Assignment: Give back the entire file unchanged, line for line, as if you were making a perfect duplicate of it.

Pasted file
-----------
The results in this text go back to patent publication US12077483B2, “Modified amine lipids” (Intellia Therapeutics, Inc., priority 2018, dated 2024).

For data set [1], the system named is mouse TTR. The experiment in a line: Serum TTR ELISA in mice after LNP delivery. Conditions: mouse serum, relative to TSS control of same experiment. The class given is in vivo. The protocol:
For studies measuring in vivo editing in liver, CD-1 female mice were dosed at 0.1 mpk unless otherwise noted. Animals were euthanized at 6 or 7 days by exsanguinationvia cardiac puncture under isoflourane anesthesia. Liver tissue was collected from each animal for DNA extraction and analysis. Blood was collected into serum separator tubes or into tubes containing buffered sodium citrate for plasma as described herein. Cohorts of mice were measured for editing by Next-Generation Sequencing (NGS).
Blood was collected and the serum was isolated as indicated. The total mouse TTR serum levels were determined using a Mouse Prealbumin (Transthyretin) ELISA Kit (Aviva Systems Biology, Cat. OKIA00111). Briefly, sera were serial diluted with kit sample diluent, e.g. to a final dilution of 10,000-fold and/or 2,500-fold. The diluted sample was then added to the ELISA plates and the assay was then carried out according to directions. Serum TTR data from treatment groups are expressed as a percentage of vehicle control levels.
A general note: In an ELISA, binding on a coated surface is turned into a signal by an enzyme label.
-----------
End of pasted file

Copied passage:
The results in this text go back to patent publication US12077483B2, “Modified amine lipids” (Intellia Therapeutics, Inc., priority 2018, dated 2024).

For data set [1], the system named is mouse TTR. The experiment in a line: Serum TTR ELISA in mice after LNP delivery. Conditions: mouse serum, relative to TSS control of same experiment. The class given is in vivo. The protocol:
For studies measuring in vivo editing in liver, CD-1 female mice were dosed at 0.1 mpk unless otherwise noted. Animals were euthanized at 6 or 7 days by exsanguinationvia cardiac puncture under isoflourane anesthesia. Liver tissue was collected from each animal for DNA extraction and analysis. Blood was collected into serum separator tubes or into tubes containing buffered sodium citrate for plasma as described herein. Cohorts of mice were measured for editing by Next-Generation Sequencing (NGS).
Blood was collected and the serum was isolated as indicated. The total mouse TTR serum levels were determined using a Mouse Prealbumin (Transthyretin) ELISA Kit (Aviva Systems Biology, Cat. OKIA00111). Briefly, sera were serial diluted with kit sample diluent, e.g. to a final dilution of 10,000-fold and/or 2,500-fold. The diluted sample was then added to the ELISA plates and the assay was then carried out according to directions. Serum TTR data from treatment groups are expressed as a percentage of vehicle control levels.
A general note: In an ELISA, binding on a coated surface is turned into a signal by an enzyme label.